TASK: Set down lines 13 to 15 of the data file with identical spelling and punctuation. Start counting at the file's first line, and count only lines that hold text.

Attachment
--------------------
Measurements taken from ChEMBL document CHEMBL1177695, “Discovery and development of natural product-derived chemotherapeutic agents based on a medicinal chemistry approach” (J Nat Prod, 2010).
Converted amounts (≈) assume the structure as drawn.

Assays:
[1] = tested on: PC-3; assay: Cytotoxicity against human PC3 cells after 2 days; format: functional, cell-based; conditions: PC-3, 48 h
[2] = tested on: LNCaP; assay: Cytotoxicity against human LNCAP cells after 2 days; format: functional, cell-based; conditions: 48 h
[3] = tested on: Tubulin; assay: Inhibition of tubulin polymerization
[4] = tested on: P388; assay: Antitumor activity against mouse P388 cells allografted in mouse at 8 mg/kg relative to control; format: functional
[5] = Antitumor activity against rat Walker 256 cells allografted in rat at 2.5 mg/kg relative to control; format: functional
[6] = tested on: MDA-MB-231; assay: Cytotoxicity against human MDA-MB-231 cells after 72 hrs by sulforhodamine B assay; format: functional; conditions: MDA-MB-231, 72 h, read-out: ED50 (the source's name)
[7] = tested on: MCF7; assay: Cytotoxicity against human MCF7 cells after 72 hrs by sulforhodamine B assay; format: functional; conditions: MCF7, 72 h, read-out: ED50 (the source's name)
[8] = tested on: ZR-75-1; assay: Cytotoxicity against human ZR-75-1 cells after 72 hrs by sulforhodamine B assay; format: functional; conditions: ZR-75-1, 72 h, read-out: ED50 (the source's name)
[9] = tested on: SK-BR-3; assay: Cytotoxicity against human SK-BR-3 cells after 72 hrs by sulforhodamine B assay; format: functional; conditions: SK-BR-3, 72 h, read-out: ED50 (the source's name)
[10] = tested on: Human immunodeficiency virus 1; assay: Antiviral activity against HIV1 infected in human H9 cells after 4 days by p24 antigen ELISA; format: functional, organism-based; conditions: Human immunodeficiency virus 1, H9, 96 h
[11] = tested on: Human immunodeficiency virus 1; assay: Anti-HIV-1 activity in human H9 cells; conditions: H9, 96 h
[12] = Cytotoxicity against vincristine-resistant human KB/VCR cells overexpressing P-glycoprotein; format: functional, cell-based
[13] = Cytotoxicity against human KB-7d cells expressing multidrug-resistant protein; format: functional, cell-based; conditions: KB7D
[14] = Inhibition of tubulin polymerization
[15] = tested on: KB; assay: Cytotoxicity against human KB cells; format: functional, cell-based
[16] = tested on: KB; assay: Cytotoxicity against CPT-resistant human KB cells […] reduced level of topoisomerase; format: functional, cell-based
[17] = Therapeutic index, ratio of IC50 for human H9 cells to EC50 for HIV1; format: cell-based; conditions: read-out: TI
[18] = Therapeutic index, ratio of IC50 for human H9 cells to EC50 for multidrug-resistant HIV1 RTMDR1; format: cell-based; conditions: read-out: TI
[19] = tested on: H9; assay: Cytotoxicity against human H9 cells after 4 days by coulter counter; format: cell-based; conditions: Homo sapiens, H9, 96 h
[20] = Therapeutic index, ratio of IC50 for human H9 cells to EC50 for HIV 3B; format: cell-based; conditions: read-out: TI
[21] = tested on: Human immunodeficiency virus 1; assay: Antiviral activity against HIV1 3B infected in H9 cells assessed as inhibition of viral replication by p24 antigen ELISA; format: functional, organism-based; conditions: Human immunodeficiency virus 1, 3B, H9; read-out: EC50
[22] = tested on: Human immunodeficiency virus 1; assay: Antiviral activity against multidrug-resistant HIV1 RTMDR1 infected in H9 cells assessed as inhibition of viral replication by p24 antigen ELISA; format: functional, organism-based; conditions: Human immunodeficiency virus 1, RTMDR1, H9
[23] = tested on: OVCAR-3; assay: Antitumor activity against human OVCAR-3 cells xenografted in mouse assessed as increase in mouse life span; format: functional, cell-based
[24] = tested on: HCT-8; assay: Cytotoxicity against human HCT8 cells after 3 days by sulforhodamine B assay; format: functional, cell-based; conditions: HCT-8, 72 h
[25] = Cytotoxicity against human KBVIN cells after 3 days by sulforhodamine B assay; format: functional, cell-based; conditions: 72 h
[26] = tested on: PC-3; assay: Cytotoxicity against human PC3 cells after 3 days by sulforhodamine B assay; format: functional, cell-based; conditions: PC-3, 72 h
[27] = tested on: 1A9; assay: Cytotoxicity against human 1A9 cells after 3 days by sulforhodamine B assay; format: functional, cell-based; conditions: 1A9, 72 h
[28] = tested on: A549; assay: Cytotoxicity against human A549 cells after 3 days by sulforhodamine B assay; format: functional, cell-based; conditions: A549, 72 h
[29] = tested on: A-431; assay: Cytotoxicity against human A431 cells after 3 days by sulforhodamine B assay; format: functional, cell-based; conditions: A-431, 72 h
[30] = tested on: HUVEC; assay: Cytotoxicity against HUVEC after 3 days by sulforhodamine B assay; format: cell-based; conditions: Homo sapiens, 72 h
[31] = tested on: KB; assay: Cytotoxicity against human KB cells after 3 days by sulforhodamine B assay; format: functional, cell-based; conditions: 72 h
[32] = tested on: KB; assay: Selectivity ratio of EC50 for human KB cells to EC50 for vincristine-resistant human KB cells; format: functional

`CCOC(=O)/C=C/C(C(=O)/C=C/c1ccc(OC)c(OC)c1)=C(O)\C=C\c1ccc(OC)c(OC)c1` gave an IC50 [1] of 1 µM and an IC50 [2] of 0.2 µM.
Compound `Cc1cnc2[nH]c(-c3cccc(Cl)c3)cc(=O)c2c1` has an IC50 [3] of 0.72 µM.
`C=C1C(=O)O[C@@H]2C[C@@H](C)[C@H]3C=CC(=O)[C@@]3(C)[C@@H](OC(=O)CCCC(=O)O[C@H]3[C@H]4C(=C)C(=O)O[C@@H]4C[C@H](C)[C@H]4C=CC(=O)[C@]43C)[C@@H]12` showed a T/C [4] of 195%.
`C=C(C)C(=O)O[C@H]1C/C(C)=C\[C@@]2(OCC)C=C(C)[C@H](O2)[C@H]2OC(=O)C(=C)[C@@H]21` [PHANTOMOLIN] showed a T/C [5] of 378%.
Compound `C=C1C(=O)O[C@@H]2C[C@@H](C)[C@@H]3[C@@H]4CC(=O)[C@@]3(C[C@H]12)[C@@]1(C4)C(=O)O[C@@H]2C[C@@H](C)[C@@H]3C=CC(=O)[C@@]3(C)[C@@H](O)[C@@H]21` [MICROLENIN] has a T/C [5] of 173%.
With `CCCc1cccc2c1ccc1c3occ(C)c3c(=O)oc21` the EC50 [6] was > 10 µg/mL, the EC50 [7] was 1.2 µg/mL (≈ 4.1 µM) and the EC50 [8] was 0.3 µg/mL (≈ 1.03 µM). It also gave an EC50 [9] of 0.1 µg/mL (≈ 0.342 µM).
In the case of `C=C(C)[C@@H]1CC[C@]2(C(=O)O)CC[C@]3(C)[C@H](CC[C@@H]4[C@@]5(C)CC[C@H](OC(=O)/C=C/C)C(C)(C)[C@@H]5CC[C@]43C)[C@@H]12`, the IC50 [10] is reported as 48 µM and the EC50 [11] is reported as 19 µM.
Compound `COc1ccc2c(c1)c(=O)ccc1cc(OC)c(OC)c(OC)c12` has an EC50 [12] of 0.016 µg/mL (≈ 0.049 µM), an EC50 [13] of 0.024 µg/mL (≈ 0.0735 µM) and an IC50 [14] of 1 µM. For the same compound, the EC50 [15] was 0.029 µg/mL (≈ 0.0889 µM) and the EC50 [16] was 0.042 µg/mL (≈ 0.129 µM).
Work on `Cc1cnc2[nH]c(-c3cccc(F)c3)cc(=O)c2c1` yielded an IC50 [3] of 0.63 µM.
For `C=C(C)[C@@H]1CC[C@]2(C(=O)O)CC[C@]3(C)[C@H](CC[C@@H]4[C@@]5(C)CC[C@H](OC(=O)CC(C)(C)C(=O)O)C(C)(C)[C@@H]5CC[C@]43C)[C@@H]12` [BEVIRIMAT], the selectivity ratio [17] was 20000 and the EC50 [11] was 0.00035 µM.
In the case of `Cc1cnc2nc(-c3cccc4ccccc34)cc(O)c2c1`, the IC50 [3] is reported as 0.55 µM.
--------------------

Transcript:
[10] = tested on: Human immunodeficiency virus 1; assay: Antiviral activity against HIV1 infected in human H9 cells after 4 days by p24 antigen ELISA; format: functional, organism-based; conditions: Human immunodeficiency virus 1, H9, 96 h
[11] = tested on: Human immunodeficiency virus 1; assay: Anti-HIV-1 activity in human H9 cells; conditions: H9, 96 h
[12] = Cytotoxicity against vincristine-resistant human KB/VCR cells overexpressing P-glycoprotein; format: functional, cell-based